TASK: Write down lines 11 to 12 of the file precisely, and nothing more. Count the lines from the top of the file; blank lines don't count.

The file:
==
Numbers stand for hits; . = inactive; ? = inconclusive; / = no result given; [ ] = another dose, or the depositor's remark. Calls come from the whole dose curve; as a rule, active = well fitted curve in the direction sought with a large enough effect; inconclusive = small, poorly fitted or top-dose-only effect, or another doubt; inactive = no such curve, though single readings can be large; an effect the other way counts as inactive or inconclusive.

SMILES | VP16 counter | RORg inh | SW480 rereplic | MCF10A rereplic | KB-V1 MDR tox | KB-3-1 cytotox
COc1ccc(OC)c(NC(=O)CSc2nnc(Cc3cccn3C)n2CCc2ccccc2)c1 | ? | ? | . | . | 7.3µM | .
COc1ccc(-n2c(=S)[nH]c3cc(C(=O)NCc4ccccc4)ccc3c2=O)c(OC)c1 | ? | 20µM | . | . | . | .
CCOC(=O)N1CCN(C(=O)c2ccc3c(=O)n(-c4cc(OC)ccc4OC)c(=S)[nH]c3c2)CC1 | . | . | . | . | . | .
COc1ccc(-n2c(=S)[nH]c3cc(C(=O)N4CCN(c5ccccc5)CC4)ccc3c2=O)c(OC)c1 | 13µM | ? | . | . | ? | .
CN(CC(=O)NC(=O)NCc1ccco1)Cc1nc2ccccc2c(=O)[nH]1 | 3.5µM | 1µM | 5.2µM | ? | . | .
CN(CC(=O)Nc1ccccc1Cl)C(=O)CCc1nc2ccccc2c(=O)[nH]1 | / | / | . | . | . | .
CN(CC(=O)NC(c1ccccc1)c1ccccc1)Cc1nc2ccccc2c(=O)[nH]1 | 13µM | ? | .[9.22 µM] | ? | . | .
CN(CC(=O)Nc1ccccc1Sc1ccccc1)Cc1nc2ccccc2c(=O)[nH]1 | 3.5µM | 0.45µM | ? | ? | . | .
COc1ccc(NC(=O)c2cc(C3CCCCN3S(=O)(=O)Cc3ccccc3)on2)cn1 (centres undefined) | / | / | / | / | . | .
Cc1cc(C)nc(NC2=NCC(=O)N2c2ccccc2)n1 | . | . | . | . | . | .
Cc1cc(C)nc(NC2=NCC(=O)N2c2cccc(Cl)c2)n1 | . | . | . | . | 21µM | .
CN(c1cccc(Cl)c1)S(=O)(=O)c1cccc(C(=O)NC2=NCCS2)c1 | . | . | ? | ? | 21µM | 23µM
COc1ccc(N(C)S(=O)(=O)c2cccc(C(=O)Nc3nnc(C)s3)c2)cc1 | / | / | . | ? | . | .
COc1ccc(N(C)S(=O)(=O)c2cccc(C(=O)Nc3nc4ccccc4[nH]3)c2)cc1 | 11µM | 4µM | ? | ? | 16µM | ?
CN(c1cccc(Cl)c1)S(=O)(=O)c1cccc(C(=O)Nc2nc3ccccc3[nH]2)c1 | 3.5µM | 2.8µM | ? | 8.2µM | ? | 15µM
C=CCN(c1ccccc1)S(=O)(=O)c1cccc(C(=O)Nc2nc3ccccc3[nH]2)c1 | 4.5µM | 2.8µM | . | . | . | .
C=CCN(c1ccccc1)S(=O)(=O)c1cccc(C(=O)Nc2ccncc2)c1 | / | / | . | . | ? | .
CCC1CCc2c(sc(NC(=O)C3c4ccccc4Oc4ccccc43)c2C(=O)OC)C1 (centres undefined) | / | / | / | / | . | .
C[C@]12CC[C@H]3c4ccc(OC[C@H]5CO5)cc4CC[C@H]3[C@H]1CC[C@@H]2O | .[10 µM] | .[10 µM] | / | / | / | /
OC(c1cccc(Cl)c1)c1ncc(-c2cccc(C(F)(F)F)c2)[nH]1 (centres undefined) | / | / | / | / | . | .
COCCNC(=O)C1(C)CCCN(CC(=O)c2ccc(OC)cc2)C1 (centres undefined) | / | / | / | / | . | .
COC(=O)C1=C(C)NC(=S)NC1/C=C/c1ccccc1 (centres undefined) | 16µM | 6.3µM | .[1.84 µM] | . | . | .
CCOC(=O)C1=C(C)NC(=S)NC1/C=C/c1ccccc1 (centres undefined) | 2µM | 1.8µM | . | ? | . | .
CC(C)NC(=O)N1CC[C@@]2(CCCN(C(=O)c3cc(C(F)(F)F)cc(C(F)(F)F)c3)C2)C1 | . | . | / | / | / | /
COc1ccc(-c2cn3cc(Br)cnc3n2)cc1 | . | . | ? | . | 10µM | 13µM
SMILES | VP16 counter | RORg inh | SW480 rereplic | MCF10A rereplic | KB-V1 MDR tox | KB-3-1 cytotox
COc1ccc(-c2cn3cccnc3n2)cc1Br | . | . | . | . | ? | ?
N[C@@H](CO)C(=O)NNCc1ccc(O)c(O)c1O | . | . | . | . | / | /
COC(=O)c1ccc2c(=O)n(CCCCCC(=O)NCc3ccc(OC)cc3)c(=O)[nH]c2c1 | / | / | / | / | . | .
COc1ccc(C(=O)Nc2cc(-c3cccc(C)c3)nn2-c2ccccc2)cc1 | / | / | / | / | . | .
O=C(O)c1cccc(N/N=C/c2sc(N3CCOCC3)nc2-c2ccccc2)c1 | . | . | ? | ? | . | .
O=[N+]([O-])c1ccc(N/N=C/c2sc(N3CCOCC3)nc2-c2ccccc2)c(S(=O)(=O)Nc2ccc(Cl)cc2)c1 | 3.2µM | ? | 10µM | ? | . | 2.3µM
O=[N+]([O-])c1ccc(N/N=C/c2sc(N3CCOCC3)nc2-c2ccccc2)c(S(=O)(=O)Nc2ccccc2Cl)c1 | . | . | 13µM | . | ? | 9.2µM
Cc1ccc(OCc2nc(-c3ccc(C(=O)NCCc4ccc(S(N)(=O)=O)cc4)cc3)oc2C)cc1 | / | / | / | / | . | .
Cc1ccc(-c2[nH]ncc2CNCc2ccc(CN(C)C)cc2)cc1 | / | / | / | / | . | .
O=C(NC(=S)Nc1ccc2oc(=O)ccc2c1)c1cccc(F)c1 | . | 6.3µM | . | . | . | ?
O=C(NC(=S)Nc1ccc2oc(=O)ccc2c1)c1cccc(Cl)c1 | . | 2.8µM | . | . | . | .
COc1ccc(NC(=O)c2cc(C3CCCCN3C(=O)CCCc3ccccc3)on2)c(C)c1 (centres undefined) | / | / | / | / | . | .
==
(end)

COc1ccc(NC(=O)c2cc(C3CCCCN3S(=O)(=O)Cc3ccccc3)on2)cn1 (centres undefined) | / | / | / | / | . | .
Cc1cc(C)nc(NC2=NCC(=O)N2c2ccccc2)n1 | . | . | . | . | . | .